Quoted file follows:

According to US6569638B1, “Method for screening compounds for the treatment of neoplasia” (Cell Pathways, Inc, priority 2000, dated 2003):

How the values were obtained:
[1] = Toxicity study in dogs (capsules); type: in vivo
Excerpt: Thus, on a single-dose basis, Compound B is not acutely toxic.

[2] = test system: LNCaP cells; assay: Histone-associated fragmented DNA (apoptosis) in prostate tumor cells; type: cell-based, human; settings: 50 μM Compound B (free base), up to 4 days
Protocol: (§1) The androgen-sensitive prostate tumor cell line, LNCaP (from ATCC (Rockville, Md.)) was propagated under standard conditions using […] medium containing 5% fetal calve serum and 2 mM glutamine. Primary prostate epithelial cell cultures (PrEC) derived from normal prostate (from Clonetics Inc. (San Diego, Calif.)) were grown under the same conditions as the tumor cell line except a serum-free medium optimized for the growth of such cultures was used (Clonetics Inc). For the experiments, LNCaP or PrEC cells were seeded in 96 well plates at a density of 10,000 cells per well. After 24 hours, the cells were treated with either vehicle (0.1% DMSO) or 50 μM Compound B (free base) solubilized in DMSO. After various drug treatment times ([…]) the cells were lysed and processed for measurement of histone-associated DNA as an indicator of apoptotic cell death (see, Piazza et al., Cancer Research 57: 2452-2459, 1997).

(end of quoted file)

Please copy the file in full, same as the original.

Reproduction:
According to US6569638B1, “Method for screening compounds for the treatment of neoplasia” (Cell Pathways, Inc, priority 2000, dated 2003):

How the values were obtained:
[1] = Toxicity study in dogs (capsules); type: in vivo
Excerpt: Thus, on a single-dose basis, Compound B is not acutely toxic.

[2] = test system: LNCaP cells; assay: Histone-associated fragmented DNA (apoptosis) in prostate tumor cells; type: cell-based, human; settings: 50 μM Compound B (free base), up to 4 days
Protocol: (§1) The androgen-sensitive prostate tumor cell line, LNCaP (from ATCC (Rockville, Md.)) was propagated under standard conditions using […] medium containing 5% fetal calve serum and 2 mM glutamine. Primary prostate epithelial cell cultures (PrEC) derived from normal prostate (from Clonetics Inc. (San Diego, Calif.)) were grown under the same conditions as the tumor cell line except a serum-free medium optimized for the growth of such cultures was used (Clonetics Inc). For the experiments, LNCaP or PrEC cells were seeded in 96 well plates at a density of 10,000 cells per well. After 24 hours, the cells were treated with either vehicle (0.1% DMSO) or 50 μM Compound B (free base) solubilized in DMSO. After various drug treatment times ([…]) the cells were lysed and processed for measurement of histone-associated DNA as an indicator of apoptotic cell death (see, Piazza et al., Cancer Research 57: 2452-2459, 1997).